Relative Pushes for Custody of Boy Whose Brother Died
Published: November 15, 2005
The case was a matter of child abuse, one of many on the dockets in Family Court in Downtown Brooklyn yesterday. The mother attended with her lawyer; child welfare workers with their own.
No one spoke of the child in question, 16-month-old Dahquay Gillians; his fate had already been decided. Dahquay died in a bathtub on the night of Nov. 6 as his mother listened to CD’s in another room for nearly three-quarters of an hour, prosecutors say. Powerless to change that now, Latisha Bond came to the hearing with another boy in mind. Ms. Bond, a cousin of Dahquay’s mother, Tracina Vaughn, once had custody of Dahquay as well as his half-brother, Tramel Vaughn, 3, whom she had taken in after he was scalded with hot water, his burns left untreated for days.
In a civil proceeding, the city’s child welfare agency contends that Ms. Vaughn’s actions in leaving Dahquay in the bathtub with his brother constitute physical abuse.
Ms. Bond has said she objected when Tramel and Dahquay were returned in March to Ms. Vaughn, who the authorities have called a drug abuser with a troubled life. So low was Ms. Bond’s opinion of Ms. Vaughn’s parenting abilities that while she had custody, Ms. Bond sought to impede visits between mother and sons, said Sharman Stein, a spokeswoman for the Administration for Children’s Services.
Those efforts had the opposite of their intended effect. In part because of Ms. Bond’s attempts to keep Ms. Vaughn from visiting her sons, the authorities moved the boys to an unrelated foster family, a step that led to returning them to Ms. Vaughn herself, Ms. Stein said.
Now, Tramel has been returned to that foster family while the courts address a tangle of legal matters resulting from his brother’s death, but Ms. Bond is not satisfied with that outcome. Ms. Bond brought her own lawyer to the sixth-floor courtroom where a judge began processing her cousin’s abuse case yesterday morning.
The judge, Jane Pearl of Brooklyn Family Court, began the hearing by ejecting reporters from the courtroom.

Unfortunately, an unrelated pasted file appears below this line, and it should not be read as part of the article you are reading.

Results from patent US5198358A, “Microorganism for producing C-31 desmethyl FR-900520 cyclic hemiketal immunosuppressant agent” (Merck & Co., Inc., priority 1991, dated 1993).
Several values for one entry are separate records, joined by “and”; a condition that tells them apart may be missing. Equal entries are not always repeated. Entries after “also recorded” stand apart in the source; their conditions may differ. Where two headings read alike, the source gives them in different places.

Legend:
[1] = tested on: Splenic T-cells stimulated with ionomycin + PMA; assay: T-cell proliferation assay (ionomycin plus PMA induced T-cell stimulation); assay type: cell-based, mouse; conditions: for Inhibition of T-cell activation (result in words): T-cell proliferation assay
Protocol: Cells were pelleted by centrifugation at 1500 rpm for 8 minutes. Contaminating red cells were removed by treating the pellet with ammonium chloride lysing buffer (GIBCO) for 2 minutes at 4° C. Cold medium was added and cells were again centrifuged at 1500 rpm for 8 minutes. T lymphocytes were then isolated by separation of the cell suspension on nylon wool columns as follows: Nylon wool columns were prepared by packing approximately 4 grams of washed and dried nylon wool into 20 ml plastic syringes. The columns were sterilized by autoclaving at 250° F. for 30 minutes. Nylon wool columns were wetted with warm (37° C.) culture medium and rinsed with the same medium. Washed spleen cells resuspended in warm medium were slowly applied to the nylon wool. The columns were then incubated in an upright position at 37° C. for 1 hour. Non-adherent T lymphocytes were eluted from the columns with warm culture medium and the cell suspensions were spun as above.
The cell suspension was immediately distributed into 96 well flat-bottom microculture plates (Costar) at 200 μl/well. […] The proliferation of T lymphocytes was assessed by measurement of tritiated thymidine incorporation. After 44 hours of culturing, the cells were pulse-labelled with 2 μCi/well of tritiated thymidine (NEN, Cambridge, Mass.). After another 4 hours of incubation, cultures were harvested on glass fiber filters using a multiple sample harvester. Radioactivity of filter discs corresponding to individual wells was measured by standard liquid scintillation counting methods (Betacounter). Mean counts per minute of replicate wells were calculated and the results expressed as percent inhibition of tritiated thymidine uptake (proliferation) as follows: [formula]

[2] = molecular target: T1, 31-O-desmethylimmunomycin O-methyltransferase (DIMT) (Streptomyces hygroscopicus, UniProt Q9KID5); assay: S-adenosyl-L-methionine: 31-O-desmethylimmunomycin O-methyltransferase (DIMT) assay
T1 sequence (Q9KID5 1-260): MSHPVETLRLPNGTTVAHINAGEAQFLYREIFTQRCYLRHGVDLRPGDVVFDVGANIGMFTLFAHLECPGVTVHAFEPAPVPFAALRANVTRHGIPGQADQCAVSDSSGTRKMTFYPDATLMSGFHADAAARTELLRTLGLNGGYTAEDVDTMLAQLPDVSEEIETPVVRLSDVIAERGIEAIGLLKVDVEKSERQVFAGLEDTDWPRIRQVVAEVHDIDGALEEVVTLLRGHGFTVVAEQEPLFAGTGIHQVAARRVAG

“What I’m going to permit is one person from the press to be present,” Judge Pearl said, according to the reporter who was allowed to remain. “That is my way to balance the sensitive nature of the proceedings.”
Ms. Vaughn, 25, was led into court wearing a gray prison jumpsuit, according to the pool reporter. Though the abuse case is a civil matter, Ms. Vaughn is in custody on criminal charges of reckless endangerment and endangering the welfare of a child. There is also an internal investigation being conducted at the child welfare agency, which had been monitoring the family since May 2004, when Tramel was burned by a former companion of Ms. Vaughn’s.
In court, Ms. Vaughn appeared lucid yet unexpressive, according to the pool reporter. She was responsive when asked to swear an oath, and she looked and waved when a relative called out a greeting.
Ms. Bond’s lawyer, Michael Goldberg, asked for temporary custody of Tramel, said Ms. Stein, who was later briefed on the hearing. Judge Pearl denied the application because there was no custody petition before the court, Ms. Stein said.
In the courtroom, Ms. Vaughn expressed her regard for the cousin seeking custody of her surviving son. Without mentioning Ms. Bond by name, Elliot Green, a court-appointed lawyer for Ms. Vaughn, asked that all relatives except her grandmother be banished from the courtroom.
“My client is requesting that the grandmother be the only one present for support,” Mr. Green said.
Judge Pearl ruled that other family members, including Ms. Bond, could remain. Then she turned her attention to Tramel, who had been in the bathtub that night and had seen his younger brother die.
Judge Pearl asked representatives of the child welfare agency whether Tramel had been evaluated for the twin traumas of separation from his mother and witnessing his brother’s death. She was told that he had not.
“I’m ordering an immediate mental health assessment, please,” Judge Pearl said.
Ms. Bond’s and Ms. Vaughn’s concerns would be left for another day. The hearing lasted less than an hour.
“I’m making no order for visitation today,” Judge Pearl said. “Let’s look at the mental health first.”